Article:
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Queens Lawmakers Call on NYCHA to Restore Heating and Hot Water to Woodside Houses

State Senator Jessica Ramos (L), Council Member Julie Won (C) and Congresswoman Alexandria Ocasio-Cortez (R) visited the Woodside Houses Thursday where residents have been complaining about heat and hot water shortages (Photo: Julie Won via Twitter)

Jan. 28, 2022 By Michael Dorgan

Several Queens lawmakers toured the Woodside Houses NYCHA complex Thursday to examine a broken heating plant that has left some residents without heating and hot water.

Council Member Julie Won, State Senator Jessica Ramos and Congresswoman Alexandria Ocasio-Cortez visited the complex and called on NYCHA to fix the damaged heating plant that has been broken for months.

They were joined by representatives from the offices of Assembly Member Brian Barnwell and Queens Borough President Donovan Richards.

The heating plant, which supplies heat and hot water to 2,900 tenants in the 20-building complex, flooded around five months ago during Hurricane Ida and it has been out of order ever since.

Since September, the entire complex has been without hot water on at least 21 occasions and without heating at least 11 times, the lawmakers said, citing city data.

NYCHA has installed two mobile boiler units with a third unit currently being fitted in order to provide heating and hot water to tenants while the heating plant is down, according to the agency.

However, Won said that the mobile boiler units are not reliable, and some residents have been without heat or hot water as temperatures plummet.

“Heat outages during the coldest months are unacceptable,” Won said in a statement.

Won said that residents have been left with no choice but to use dangerous space heaters or stovetops to keep themselves warm.

She said the use of alternative heating methods raises serious safety concerns for residents at the Woodside Houses. Won said that the deadly fire at the Twin Parks NYCHA complex in the Bronx earlier this month was caused by the landlord and building manager neglecting the heating needs of their tenants.

The fire, which was sparked by a faulty space heater, killed 17 people, including eight children.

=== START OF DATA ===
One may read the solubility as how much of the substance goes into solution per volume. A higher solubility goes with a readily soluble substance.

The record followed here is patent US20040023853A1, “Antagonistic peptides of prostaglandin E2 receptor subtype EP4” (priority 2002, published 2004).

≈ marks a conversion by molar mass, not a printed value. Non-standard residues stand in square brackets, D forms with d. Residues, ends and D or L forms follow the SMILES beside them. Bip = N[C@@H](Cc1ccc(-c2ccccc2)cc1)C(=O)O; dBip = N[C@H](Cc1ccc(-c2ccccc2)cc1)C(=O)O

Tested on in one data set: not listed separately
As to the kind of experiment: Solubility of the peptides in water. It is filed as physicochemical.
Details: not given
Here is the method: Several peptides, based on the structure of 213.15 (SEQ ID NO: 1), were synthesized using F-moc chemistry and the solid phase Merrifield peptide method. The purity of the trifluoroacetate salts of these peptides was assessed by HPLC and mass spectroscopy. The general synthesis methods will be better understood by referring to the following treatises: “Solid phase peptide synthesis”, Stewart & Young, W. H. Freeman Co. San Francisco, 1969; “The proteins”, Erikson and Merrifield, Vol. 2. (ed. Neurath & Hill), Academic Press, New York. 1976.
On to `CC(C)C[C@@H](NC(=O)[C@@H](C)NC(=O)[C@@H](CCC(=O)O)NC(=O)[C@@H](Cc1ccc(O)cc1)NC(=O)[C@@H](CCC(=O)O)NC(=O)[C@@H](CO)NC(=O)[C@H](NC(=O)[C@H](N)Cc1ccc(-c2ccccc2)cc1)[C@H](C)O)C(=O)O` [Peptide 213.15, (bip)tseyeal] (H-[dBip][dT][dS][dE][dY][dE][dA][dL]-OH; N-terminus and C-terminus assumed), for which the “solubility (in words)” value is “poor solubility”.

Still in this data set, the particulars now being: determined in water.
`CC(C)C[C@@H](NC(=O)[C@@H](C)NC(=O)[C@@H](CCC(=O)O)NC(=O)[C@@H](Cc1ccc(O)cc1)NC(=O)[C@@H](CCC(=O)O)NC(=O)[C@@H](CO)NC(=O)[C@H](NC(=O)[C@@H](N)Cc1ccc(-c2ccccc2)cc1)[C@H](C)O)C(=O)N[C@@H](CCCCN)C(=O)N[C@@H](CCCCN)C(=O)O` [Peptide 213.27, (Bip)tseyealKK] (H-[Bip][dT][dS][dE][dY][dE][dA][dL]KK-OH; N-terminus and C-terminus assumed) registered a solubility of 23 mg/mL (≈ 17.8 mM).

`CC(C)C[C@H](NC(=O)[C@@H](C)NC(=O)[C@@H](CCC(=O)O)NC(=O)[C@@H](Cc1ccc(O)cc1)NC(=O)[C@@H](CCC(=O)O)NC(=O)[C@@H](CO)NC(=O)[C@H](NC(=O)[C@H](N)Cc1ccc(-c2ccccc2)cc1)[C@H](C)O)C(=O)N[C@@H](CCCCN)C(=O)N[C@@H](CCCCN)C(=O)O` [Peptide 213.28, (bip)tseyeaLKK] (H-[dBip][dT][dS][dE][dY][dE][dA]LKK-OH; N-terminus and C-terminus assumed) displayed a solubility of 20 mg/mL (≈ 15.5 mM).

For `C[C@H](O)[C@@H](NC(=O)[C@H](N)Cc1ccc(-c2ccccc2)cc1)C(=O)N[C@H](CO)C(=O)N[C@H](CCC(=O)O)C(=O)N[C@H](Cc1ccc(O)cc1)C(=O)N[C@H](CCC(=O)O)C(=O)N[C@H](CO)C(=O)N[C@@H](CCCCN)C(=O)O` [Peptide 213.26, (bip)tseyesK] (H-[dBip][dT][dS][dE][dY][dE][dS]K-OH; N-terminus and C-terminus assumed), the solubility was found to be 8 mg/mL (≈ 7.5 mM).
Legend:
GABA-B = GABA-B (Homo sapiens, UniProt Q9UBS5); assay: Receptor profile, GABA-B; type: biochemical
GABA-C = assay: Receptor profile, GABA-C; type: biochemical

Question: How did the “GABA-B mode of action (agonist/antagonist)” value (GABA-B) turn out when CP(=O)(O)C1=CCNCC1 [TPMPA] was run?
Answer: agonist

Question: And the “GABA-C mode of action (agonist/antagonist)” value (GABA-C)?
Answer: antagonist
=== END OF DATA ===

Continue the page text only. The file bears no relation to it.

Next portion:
NYCHA, Won said, has not produced a plan to deal with the heating outages at the Woodside Houses, other than providing the temporary measure of mobile boiler units that have failed residents. She called on the federal government to provide aid to fix the problem.

“NYCHA should release a long-term solution instead of unreliable mobile boilers,” Won said.

“The Federal Emergency Management Agency (FEMA) and the Dept. of Housing and Urban Development (HUD) must make funding the repair of the heating plant a top priority for the health and safety of everyone at Woodside Houses immediately.”

Congresswoman Alexandria Ocasio-Cortez (L) and Council Member Julie Won (R) visited the Woodside Houses Thursday where residents have been complaining about heat and hot water shortages (Photo: Julie Won via Twitter)

NYCHA said that it was not an easy task to get the heating plant back in working order.

The heating plant, according to a NYCHA spokesperson, was badly damaged, since it was submerged in more than five feet of water during the storm.

“NYCHA has spent more than $1.4 million in repairs on the Woodside Houses boilers since Ida, including replacing six boiler burners, a zone valve panel, seven flooded vacuum tanks and two sets of ejector pumps,” the spokesperson said.

“The boilers are expected to be brought online in February and once they are online, the mobile boilers will be taken offline in stages.”

Barnwell, in a statement, said that the situation was not acceptable and called on NYCHA to find a permanent solution.

“The residents of Woodside Houses have been dealing with heat and hot water issues—among other things—for years,” Barnwell said.

“These residents have repeatedly been treated like second class citizens time and time again… but we need action from NYCHA, not excuses, in resolving this issue long term.”

Meanwhile, Ramos said serious changes need to be made with how NYCHA operates.

She said that a bill she is sponsoring in the State Senate would bring accountability and transparency to the agency. Barnwell is sponsoring the bill in the Assembly.

The bill calls for a searchable database to be created for all NYCHA maintenance tickets. She said that this would help easily identify the demand for repairs.

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